We took the scenic way home from Rachel’s, dropped Rebecca and Aaron off, and then came home and whipped up a delicious risotto for dinner.

The next day we stopped by my nephew Jared’s new house, and then had a fun family get together at Noreen and David’s.

Then, FINALLY, we had one glorious, clear summer day on Hood Canal. Jake went for a hike with us and then we met up with James for dinner.

These are two pictures from the same place, taken at about the same time of day. The first is from one of the smoke-filled days, the second one was taken 5 days later.

I MUCH prefer this one….

Blue sky days.

We headed west with a mission to see where the Pacific Ocean meets the state of Washington.

Along the way, we stopped in Aberdeen, home of Kurt Cobain, former frontman of Nirvana. We stopped at a modest but touching memorial to him.

We thought this sign at the neighbor’s house was especially funny.

And we did finally make it to the coast. It was our first smoke-free day, and it was lovely. We spent a day at Ocean Shores…

And another clear sky day at the coast, this time at Westport…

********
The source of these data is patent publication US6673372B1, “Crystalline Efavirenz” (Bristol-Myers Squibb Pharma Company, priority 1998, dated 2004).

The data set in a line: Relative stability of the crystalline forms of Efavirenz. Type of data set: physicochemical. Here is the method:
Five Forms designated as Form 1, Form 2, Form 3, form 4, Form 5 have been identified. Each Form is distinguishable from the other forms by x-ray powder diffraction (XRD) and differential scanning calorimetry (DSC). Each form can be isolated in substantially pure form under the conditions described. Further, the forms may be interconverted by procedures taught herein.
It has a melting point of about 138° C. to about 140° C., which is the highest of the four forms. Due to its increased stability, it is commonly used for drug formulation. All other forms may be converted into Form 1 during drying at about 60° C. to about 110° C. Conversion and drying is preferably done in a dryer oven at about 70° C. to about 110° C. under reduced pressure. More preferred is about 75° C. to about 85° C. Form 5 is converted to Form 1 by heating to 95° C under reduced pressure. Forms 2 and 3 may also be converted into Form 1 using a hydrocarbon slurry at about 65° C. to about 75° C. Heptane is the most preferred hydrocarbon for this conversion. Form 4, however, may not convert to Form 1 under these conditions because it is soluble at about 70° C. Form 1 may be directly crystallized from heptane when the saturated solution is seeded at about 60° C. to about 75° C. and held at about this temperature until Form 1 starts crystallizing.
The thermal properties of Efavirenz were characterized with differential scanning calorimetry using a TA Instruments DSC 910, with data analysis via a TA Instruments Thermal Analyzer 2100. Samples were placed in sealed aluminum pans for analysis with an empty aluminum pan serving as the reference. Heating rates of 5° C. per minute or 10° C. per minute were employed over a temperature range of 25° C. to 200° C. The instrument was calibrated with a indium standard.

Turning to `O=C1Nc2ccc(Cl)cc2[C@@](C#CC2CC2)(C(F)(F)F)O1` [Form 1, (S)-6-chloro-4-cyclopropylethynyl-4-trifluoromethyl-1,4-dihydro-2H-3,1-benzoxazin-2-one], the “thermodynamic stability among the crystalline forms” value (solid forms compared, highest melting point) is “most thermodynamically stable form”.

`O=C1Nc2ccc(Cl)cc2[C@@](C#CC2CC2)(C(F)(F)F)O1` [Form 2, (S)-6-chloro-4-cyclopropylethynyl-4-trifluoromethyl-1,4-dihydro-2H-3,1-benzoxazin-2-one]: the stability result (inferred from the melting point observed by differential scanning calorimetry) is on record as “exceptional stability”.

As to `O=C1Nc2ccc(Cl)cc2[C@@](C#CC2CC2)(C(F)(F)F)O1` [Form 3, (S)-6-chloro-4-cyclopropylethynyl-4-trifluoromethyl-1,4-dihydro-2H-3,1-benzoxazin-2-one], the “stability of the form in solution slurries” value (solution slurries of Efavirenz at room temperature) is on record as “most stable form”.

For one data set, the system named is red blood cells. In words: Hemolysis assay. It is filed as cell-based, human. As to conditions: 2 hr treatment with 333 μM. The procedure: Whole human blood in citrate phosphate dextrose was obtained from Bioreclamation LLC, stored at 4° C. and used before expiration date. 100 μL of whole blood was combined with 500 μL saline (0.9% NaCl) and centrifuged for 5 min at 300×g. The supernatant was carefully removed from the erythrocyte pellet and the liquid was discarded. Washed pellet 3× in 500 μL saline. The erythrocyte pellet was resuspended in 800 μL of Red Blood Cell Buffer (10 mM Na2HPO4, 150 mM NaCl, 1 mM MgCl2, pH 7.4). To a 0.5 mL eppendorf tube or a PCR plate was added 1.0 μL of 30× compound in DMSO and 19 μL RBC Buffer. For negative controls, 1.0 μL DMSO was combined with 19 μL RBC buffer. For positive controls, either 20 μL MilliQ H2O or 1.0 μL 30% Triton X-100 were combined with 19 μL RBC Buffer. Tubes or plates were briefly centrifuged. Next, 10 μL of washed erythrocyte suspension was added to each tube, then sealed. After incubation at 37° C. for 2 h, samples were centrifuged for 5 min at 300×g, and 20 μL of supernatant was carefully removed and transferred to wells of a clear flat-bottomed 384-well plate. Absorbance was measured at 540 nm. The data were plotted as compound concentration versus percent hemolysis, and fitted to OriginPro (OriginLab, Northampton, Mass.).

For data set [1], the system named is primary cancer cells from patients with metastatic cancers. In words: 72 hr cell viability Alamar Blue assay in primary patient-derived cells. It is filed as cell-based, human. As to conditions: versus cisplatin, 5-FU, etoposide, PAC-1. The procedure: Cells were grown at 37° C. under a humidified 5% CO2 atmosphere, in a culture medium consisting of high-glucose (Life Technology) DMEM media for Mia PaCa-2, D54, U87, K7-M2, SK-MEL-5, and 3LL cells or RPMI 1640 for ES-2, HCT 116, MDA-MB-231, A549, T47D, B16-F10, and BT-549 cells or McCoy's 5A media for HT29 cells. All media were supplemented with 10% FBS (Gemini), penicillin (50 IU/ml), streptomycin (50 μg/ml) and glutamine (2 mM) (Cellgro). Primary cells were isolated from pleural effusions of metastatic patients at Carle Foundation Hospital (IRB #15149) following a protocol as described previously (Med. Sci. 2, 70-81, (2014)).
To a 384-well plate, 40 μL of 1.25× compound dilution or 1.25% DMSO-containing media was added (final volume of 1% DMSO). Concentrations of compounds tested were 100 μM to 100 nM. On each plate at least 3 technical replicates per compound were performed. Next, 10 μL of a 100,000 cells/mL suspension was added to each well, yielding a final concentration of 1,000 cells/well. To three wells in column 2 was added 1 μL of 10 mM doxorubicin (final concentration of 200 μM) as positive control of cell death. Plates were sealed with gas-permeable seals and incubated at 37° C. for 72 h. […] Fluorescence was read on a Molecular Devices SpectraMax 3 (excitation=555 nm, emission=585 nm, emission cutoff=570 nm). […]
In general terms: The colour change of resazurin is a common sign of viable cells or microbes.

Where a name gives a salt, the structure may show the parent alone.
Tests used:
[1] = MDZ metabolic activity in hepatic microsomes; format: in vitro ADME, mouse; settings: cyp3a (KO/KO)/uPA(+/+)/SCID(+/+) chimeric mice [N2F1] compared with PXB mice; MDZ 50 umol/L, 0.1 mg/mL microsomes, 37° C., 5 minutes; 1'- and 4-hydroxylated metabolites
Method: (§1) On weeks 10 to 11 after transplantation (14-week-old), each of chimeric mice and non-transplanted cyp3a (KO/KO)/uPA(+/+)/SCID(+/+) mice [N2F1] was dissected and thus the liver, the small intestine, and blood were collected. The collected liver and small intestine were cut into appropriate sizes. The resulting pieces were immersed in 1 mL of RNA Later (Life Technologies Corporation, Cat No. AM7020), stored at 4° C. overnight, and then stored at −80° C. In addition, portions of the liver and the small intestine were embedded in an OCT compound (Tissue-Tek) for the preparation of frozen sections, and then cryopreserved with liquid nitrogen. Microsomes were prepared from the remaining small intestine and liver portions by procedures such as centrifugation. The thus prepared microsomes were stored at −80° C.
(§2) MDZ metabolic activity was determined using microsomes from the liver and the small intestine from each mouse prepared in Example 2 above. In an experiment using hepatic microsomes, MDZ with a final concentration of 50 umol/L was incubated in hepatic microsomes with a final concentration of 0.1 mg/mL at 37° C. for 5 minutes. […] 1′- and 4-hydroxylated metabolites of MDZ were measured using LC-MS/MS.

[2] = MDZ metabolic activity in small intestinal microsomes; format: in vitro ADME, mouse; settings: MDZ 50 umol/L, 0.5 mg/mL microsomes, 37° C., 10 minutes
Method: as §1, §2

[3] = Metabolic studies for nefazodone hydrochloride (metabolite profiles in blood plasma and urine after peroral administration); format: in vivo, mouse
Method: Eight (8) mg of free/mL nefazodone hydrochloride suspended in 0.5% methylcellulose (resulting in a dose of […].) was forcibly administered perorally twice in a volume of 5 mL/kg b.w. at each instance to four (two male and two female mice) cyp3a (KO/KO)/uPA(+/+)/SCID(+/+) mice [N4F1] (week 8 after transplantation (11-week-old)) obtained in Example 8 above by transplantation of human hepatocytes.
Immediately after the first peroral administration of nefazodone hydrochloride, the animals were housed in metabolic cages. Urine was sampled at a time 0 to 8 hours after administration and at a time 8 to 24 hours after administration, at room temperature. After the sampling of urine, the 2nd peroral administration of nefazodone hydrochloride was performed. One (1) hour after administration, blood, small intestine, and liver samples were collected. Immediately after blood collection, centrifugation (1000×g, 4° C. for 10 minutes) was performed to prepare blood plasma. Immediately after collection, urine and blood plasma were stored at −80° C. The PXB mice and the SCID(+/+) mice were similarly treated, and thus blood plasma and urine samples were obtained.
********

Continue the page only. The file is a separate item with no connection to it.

We spent the night at our niece, Rachel’s, new home, joined by Fran, Aaron, Rebecca, Noreen and David. We had fun exploring the area and enjoying our time together.

Island hop.

The next day, we drove to Colleen’s house. She cooked pulled pork, from scratch, and it made for delicious sandwiches. We visited with her, Lee and Jake all night. The next morning we headed to Whidbey Island for a day trip.

The smoke and haze was very bad. But it’s a beautiful destination.

Whidbey Island Distillery makes a nice whiskey, and delicious berry liqueurs. They use a continuous still, homemade – see the copper pipes and tubes in the second picture below.

I walked down to the beach to get a view of the Deception Pass bridge…We popped into the Admiralty Point lighthouse…Then we hopped the ferry to Port Townsend…VERY smoky. This is a shot from the deck of the ferry of the sun setting over the beautiful Olympic Mountains. 🙂

Boats, et cetera.

We toured the Lady Washington and Hawaiian Chieftain tall ships with Francine, Rebecca & Aaron. It was fun to learn they would be here during our visit.

The next day we ambled through some antique shops, and then took the ferry to Seattle to visit Pat, Nga and the boys.

A photo of the Southworth ferry (manipulated with the Prisma app)…

They have a beautiful new home in seattle with a view of the Sound. Another pic, manipulated with the Prisma app that I so enjoy playing with.

Will helped Monte hang their dartboard. And the throwing ensued.